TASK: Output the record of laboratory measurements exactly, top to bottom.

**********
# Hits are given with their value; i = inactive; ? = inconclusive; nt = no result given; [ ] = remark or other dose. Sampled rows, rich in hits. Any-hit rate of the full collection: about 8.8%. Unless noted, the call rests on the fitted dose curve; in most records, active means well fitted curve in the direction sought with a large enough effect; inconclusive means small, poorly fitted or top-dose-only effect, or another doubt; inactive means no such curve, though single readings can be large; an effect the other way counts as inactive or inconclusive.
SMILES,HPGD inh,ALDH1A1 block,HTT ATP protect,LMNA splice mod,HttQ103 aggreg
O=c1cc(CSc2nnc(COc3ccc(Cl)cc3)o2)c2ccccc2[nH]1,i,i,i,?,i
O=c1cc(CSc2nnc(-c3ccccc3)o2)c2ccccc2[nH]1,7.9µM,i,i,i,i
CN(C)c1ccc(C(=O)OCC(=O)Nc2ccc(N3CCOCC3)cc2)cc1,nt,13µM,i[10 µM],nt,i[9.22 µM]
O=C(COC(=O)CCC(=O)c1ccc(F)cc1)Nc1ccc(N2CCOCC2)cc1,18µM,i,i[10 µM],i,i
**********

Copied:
# Hits are given with their value; i = inactive; ? = inconclusive; nt = no result given; [ ] = remark or other dose. Sampled rows, rich in hits. Any-hit rate of the full collection: about 8.8%. Unless noted, the call rests on the fitted dose curve; in most records, active means well fitted curve in the direction sought with a large enough effect; inconclusive means small, poorly fitted or top-dose-only effect, or another doubt; inactive means no such curve, though single readings can be large; an effect the other way counts as inactive or inconclusive.
SMILES,HPGD inh,ALDH1A1 block,HTT ATP protect,LMNA splice mod,HttQ103 aggreg
O=c1cc(CSc2nnc(COc3ccc(Cl)cc3)o2)c2ccccc2[nH]1,i,i,i,?,i
O=c1cc(CSc2nnc(-c3ccccc3)o2)c2ccccc2[nH]1,7.9µM,i,i,i,i
CN(C)c1ccc(C(=O)OCC(=O)Nc2ccc(N3CCOCC3)cc2)cc1,nt,13µM,i[10 µM],nt,i[9.22 µM]
O=C(COC(=O)CCC(=O)c1ccc(F)cc1)Nc1ccc(N2CCOCC2)cc1,18µM,i,i[10 µM],i,i